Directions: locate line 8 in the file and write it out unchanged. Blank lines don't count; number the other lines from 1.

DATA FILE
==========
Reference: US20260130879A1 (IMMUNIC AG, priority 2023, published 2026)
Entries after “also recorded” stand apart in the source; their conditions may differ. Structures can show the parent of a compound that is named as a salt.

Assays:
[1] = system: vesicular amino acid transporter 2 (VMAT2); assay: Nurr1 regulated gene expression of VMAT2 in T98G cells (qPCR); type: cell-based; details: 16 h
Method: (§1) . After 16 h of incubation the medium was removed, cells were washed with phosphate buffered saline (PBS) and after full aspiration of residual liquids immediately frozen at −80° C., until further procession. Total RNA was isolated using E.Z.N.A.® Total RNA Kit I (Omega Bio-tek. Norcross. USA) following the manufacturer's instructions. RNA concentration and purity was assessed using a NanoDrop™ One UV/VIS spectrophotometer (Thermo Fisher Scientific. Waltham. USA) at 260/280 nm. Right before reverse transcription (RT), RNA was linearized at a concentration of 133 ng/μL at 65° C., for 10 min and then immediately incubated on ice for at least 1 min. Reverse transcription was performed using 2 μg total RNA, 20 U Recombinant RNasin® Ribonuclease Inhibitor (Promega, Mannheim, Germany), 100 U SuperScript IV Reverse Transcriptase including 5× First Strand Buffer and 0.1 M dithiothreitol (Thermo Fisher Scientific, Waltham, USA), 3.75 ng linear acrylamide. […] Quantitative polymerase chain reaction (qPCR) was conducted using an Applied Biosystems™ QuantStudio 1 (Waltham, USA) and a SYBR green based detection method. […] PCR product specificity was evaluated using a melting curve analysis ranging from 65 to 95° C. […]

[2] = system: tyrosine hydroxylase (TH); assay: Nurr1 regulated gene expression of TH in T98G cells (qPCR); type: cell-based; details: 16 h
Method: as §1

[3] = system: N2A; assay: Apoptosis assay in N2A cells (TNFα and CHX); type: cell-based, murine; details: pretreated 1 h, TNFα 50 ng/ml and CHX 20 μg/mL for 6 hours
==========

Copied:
[3] = system: N2A; assay: Apoptosis assay in N2A cells (TNFα and CHX); type: cell-based, murine; details: pretreated 1 h, TNFα 50 ng/ml and CHX 20 μg/mL for 6 hours